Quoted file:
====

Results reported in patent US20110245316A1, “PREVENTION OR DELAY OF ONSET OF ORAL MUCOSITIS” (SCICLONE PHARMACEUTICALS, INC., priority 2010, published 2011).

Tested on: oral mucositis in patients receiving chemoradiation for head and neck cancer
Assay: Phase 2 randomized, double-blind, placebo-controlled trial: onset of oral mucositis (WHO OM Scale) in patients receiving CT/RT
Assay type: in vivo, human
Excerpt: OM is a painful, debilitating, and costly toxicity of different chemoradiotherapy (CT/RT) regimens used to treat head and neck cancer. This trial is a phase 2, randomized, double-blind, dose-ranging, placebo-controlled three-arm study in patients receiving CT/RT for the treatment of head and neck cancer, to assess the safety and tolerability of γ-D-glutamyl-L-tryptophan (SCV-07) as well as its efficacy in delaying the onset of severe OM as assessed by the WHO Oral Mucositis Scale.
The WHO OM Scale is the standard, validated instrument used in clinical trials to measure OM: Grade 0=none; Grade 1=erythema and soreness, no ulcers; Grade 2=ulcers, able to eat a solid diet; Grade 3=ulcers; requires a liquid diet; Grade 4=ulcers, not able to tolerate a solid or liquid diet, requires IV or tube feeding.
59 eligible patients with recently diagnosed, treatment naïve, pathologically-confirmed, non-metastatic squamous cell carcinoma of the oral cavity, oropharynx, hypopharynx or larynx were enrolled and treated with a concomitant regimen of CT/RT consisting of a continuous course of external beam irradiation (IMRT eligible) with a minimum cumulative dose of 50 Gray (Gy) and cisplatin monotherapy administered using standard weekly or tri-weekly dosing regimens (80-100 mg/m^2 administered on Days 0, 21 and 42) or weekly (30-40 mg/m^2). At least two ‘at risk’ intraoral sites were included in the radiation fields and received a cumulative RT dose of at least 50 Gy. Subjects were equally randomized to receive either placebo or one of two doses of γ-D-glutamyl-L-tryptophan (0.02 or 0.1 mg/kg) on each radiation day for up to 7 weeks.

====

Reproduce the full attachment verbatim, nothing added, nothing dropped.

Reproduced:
Results reported in patent US20110245316A1, “PREVENTION OR DELAY OF ONSET OF ORAL MUCOSITIS” (SCICLONE PHARMACEUTICALS, INC., priority 2010, published 2011).

Tested on: oral mucositis in patients receiving chemoradiation for head and neck cancer
Assay: Phase 2 randomized, double-blind, placebo-controlled trial: onset of oral mucositis (WHO OM Scale) in patients receiving CT/RT
Assay type: in vivo, human
Excerpt: OM is a painful, debilitating, and costly toxicity of different chemoradiotherapy (CT/RT) regimens used to treat head and neck cancer. This trial is a phase 2, randomized, double-blind, dose-ranging, placebo-controlled three-arm study in patients receiving CT/RT for the treatment of head and neck cancer, to assess the safety and tolerability of γ-D-glutamyl-L-tryptophan (SCV-07) as well as its efficacy in delaying the onset of severe OM as assessed by the WHO Oral Mucositis Scale.
The WHO OM Scale is the standard, validated instrument used in clinical trials to measure OM: Grade 0=none; Grade 1=erythema and soreness, no ulcers; Grade 2=ulcers, able to eat a solid diet; Grade 3=ulcers; requires a liquid diet; Grade 4=ulcers, not able to tolerate a solid or liquid diet, requires IV or tube feeding.
59 eligible patients with recently diagnosed, treatment naïve, pathologically-confirmed, non-metastatic squamous cell carcinoma of the oral cavity, oropharynx, hypopharynx or larynx were enrolled and treated with a concomitant regimen of CT/RT consisting of a continuous course of external beam irradiation (IMRT eligible) with a minimum cumulative dose of 50 Gray (Gy) and cisplatin monotherapy administered using standard weekly or tri-weekly dosing regimens (80-100 mg/m^2 administered on Days 0, 21 and 42) or weekly (30-40 mg/m^2). At least two ‘at risk’ intraoral sites were included in the radiation fields and received a cumulative RT dose of at least 50 Gy. Subjects were equally randomized to receive either placebo or one of two doses of γ-D-glutamyl-L-tryptophan (0.02 or 0.1 mg/kg) on each radiation day for up to 7 weeks.